Category Archives: Tortoises
Before leaving work on Friday, I mentioned to my boss that Allen and I were going to be selling herp chotchkas at a reptile expo on Sunday.
My boss, a non-herper, looked bemused. What is a reptile expo? she said.
To answer the question:
It’s a convention hall (in this instance the White Plains County Center) where aisle upon aisle of snakes, lizards, frogs and turtles (as well as spiders, hissing cockroaches, and miscellaneous other animals) are sold for sums ranging from $10 to $10,000.
Most of said animals are displayed in plastic takeout containers or cages, like these snakes.
Iguanas are kept in wire mesh cages.
Chameleons are also usually displayed in cages. But sometimes, they’re allowed to hang out on a tree branch.
Bearded dragons, that neither slither nor leap, are shown off for sale in oversized Tupperware tubs or in fish tanks.
Large beardies happily ride around on an arm, shoulder or other part of the anatomy — before and after purchase.
Geckos come in takeout containers.
You’ll find frogs in fish tanks.
Turtles in tanks and tubs.
Then there’s all the paraphernalia necessary to feed –
And maintain your herp collection:
Mostly, I just enjoy looking at the people and the herps.
One of the most exciting part of the Turtle Show is taking photos of people and turtles. In fact, it might just be the very best part. And this blog, well, it’s a great forum to show off lots of those photos.
Above, our turtle judge.
Next we have some of the turtles he judged.
Above, a red foot tortoise.
Above, a red-eared slider.
Star and Leopard tortoises.
A Mata Mata, or a South American leaf headed turtle. Yes, this really is a turtle!
Above, a juvenile Eastern Box turtle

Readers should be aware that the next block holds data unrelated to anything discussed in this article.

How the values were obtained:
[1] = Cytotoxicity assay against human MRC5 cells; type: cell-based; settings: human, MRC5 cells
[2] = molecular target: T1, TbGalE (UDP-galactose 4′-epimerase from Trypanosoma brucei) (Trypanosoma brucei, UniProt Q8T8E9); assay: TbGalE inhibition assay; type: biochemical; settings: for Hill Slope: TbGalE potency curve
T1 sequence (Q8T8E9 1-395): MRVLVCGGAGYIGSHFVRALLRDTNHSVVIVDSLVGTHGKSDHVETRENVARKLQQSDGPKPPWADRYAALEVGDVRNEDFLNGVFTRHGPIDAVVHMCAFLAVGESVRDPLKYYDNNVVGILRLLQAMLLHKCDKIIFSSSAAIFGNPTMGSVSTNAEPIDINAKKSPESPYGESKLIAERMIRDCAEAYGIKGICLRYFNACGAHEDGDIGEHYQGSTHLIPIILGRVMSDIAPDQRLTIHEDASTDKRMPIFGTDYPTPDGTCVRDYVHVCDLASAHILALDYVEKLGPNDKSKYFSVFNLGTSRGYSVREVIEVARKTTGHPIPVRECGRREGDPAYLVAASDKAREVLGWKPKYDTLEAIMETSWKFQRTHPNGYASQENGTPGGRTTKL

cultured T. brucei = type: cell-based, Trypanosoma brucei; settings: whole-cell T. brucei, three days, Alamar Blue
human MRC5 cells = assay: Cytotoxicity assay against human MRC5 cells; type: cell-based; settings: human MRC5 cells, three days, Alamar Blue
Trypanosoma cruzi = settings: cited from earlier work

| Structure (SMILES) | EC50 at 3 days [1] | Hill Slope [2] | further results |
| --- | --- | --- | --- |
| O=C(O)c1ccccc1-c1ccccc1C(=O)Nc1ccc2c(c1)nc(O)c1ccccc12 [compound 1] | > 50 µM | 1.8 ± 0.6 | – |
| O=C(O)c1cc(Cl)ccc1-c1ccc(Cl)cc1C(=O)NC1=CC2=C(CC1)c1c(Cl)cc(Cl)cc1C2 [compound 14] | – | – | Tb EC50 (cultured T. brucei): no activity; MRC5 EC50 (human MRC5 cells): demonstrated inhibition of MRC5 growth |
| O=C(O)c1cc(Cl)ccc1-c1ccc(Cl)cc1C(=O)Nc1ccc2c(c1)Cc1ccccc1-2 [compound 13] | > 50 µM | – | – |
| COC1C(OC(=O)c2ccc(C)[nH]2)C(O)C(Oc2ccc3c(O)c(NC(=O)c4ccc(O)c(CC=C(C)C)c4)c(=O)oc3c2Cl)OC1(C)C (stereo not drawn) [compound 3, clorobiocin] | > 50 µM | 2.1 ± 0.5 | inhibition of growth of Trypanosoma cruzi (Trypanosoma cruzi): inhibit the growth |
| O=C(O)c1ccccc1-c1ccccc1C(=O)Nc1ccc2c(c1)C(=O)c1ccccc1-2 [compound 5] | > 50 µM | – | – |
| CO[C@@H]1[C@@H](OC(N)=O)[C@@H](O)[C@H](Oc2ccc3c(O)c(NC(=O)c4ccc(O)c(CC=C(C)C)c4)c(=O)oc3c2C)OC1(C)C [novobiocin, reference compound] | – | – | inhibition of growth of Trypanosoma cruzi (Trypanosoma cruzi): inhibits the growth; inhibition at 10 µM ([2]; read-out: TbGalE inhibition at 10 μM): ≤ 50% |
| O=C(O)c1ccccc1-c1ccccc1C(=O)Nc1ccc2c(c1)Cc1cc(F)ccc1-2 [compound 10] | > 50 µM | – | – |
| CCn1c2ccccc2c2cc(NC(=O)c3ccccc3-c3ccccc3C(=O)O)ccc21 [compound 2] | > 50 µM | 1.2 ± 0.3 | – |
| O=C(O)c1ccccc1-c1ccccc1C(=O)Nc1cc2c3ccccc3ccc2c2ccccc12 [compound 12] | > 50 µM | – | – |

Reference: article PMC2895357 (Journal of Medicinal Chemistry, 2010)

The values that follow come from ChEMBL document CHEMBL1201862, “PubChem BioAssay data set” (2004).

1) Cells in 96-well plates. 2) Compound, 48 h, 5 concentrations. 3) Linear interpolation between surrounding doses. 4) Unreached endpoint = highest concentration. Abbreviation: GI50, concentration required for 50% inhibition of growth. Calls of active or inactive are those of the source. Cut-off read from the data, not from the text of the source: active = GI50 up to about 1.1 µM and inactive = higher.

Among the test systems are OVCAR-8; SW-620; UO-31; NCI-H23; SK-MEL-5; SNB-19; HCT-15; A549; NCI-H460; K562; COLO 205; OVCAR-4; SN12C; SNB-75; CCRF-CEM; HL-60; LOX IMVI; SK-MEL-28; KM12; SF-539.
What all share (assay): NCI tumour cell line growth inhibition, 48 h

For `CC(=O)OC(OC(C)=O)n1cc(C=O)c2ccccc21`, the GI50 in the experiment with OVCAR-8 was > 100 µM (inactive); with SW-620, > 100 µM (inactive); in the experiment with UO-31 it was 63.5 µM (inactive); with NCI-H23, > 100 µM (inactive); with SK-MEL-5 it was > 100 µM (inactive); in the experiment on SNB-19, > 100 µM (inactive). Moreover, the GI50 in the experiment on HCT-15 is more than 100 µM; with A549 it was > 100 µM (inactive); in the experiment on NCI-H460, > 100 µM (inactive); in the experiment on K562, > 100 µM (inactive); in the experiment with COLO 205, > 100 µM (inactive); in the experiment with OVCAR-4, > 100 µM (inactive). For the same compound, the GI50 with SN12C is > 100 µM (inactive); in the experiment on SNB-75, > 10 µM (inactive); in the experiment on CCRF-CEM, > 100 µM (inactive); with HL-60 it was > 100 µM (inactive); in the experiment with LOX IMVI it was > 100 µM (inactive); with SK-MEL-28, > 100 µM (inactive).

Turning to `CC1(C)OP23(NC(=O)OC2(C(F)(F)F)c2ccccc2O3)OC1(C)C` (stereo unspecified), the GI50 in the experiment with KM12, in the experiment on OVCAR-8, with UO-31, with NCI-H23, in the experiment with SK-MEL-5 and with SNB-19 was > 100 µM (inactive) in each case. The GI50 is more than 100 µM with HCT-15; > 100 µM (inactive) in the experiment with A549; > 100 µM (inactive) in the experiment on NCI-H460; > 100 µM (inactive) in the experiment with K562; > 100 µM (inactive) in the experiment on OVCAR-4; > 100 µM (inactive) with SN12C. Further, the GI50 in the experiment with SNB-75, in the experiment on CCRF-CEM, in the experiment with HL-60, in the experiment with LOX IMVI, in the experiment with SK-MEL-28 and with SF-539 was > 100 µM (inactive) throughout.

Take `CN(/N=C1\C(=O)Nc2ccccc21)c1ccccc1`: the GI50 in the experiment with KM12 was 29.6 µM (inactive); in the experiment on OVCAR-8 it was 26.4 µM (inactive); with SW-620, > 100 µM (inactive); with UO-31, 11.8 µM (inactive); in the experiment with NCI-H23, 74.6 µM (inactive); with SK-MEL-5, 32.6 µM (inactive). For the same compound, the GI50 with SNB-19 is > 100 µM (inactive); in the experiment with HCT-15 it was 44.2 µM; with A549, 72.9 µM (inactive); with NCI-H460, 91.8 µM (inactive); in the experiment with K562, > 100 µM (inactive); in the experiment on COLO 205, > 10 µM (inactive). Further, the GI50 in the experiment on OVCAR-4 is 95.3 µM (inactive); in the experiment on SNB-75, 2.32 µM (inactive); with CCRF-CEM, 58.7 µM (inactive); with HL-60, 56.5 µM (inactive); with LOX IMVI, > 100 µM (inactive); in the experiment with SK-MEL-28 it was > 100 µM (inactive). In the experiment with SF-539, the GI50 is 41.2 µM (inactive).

An adult Chinese box turtle
A common snapping turtle (and “floating” friend). Yes, this was photo manipulated.
And the only pair of turtle flip-flops I’ve ever seen!
Bet you didn’t know there were this many kinds of turtles in the world!
One thing never ceases to amaze me about the annual New York Turtle & Tortoise Society (NYTTS) turtle show – how fast the time goes. Allen and I drive into Manhattan, arrive at the Village Community School at 11 am, and spend the next hour setting up (we don’t bring turtles; we bring turtle chotchkes to sell) in the school yard.
At noon, the “doors” open to people and turtles. What feels like mere minutes later, it’s 5pm – the white, red and blue ribbons are being announced, and the trophy for best turtle is given for health, longevity and breeding success.
And then it’s 6—time to pack up and go home.
How does the day go by so fast?
Many things remain the same from year to year: turtles bask in tanks and tubs and kiddie pools. Umbrellas provide shade for some; pottery shards, newspaper, and plastic tubs shelter others from the heat of the day.
Sulcatas, red foots, yellow foots and leopard tortoises mosey around the school yard, getting under people’s feet, eliciting oohs and ahhs and attracting everyone with a digital camera (including me, of course).
Dr. Roger Wood of the Wetlands Institute in Stone Harbor, New Jersey is on hand with educational displays, adult and hatchling diamondback terrapins, students from Stockton State College and international interns learning about turtle conservation.
A veterinarian, most often Dr. Bill McCord, goes from turtle to turtle, carefully judging each turtle and giving each owner care advice. (How old is your box turtle and what are you feeding it? It’s two years old and you’re giving it fruits and vegetables? Try to give it worms once a week, or a pinky. It needs more protein at this stage of life.)
Dozens of turtle species are exhibited: red-eared sliders, snappers, spotted turtles, eastern box turtles, Chinese box turtles, Greek tortoises, cooters, mata matas, hingback tortoises, Horsefelds tortoises – even some Japanese pond turtles, which won this year’s grand prize.
One thing is plain: people love their turtles!
When I can get away from our sale table, I walk around, take photos, talk to old friends, and do my own ohhing and ahhing over the turtles.
The day is rarely long enough!